When was the last time you asked yourself: Am I truly living an occupationally balanced life? Finding balance is hard, especially when you juggle many roles, but it’s not impossible. We gathered tips from your OT colleagues about finding balance, managing stress, and preventing burnout.
Try implementing one (or more!) of these strategies this week. No time like the present to start improving your life!
This article is targeted to OT and OTA students, but the tips on finding occupational balance can apply to everyone. A few of my favorites:
1) Establish boundaries by giving yourself a day off each week. Completely shut down your “OT brain” and don’t talk about work, don’t think about work, don’t do work. Instead focus on family, friends, or leisure. If you can’t take a whole day off, try a few hours first!
2) Adapt old routines to fit new contexts. If there’s an activity you value but your current situation or environment doesn’t allow for it, adapt it to make it work for the next reality. Moved to a new city and no longer can spend hours on a hiking trail? Be creative (you are in OT, remember?) and join an outdoorsy meetup or start exploring your city parks. Moved away from family for a job? Set up regularly recurring video chats to catch up and stay in touch.
OT Practice magazine recently ran an article with case studies from three very busy OT practitioners who are pursuing post professional degrees. Here are a couple of their tips you can try:
3) Treat Yourself! In the article, Susan talks about how she maintains balance by rewarding herself frequently. I love her mantra of “balance the rewards and reward the balance.” As rewards, Susan watches movies with her husband, bakes cookies with her daughter, goes to dinner with friends, and takes days off.
4) Silence your inner critic. That’s how Marit approaches balance. Flailing is not always failing, so when Marit finds that juggling multiple roles and responsibilities becomes too difficult, she tries to let go of unrealistic expectations and recognize her own limitations. Sometimes a shift in perspective is all it takes to get balanced.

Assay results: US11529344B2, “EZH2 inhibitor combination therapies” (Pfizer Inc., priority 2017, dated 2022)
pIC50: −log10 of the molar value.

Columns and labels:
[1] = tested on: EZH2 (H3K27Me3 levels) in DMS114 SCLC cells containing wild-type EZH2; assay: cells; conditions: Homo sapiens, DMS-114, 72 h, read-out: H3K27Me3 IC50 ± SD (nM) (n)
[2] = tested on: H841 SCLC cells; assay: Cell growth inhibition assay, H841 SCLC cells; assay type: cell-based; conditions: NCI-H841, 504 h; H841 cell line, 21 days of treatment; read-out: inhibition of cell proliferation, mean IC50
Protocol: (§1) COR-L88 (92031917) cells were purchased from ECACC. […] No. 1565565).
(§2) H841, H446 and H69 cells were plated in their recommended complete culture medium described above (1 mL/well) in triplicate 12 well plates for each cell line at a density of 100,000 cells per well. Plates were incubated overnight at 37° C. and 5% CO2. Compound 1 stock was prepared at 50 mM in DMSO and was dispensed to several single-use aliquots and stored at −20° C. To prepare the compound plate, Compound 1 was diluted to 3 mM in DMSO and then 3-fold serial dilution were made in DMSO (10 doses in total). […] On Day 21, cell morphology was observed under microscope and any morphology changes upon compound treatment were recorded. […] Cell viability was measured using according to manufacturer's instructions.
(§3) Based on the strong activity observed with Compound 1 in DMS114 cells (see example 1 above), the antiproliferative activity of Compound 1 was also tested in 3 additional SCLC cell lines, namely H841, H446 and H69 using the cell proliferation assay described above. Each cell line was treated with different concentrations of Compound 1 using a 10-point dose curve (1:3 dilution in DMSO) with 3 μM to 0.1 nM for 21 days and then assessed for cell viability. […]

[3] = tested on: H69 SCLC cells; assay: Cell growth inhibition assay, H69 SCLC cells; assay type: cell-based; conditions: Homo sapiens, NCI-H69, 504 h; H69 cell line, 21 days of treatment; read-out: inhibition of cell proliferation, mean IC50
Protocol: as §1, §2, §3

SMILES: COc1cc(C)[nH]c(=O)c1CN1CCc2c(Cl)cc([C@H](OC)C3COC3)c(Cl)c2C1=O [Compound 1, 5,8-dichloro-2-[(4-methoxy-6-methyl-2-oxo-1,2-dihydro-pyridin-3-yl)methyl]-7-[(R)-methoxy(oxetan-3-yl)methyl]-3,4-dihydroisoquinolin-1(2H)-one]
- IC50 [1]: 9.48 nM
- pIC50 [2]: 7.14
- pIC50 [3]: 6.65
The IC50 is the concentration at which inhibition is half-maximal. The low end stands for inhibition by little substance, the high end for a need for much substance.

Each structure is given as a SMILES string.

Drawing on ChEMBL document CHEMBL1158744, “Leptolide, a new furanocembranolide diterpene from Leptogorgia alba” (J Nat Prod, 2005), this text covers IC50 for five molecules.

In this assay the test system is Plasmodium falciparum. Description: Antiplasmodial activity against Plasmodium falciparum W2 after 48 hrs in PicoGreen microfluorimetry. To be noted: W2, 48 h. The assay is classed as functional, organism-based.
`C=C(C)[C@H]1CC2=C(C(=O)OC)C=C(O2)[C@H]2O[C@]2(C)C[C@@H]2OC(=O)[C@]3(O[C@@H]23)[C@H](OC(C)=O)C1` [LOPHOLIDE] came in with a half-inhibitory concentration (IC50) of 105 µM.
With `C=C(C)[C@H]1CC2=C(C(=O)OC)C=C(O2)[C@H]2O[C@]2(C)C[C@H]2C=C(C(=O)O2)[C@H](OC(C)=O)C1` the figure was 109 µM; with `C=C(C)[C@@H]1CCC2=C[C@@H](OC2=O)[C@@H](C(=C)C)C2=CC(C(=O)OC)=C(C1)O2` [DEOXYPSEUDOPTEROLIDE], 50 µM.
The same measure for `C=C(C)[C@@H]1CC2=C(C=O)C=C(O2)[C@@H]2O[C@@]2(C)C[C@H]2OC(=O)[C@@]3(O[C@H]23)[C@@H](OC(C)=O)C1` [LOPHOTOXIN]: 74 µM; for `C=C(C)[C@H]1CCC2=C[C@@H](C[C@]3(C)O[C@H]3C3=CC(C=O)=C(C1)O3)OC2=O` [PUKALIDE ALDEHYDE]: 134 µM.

One of the major consequences of living an unbalanced life is that it could lead to burnout. This OT Practice magazine article goes into detail about the signs and symptoms of burnout and provides strategies for avoiding it. The reflective exercises at the end are a great place to start.
5) Every day write down in a journal at least one positive event that you could classify as a joy of practice. Doing this on a daily basis will help you focus more on the positive than on the negative.
We asked your OT colleagues on Twitter to share their tips for staying balanced.
6) Get moving as much as you can. We all know the benefits of physical exercise, so make it a priority like Stacy does. Even if you can’t commit to every day, set a weekly goal for yourself and track your progress (e.g., do yoga twice this week and strength training three times).
7) Schedule everything, even reward time: Susan Lin on Twitter says that the key to balance is to schedule everything—even your “rewards.”
8) Join the making movement and find occupational balance by participating in mindful making. @Makeonomics on Twitter says working on low cost and low tech projects can reduce stress and anxiety.
If you’re more of a visual or auditory learner, check out these webinars about health and wellness for OT practitioners. Get strategies for implementing mindfulness techniques into your practice and learn how to identify and prevent burnout.
What your tips for occupational balance? Have you tried any of these strategies? Have they worked? Log in to CommunOT and leave a comment or send us a tweet @AOTAinc.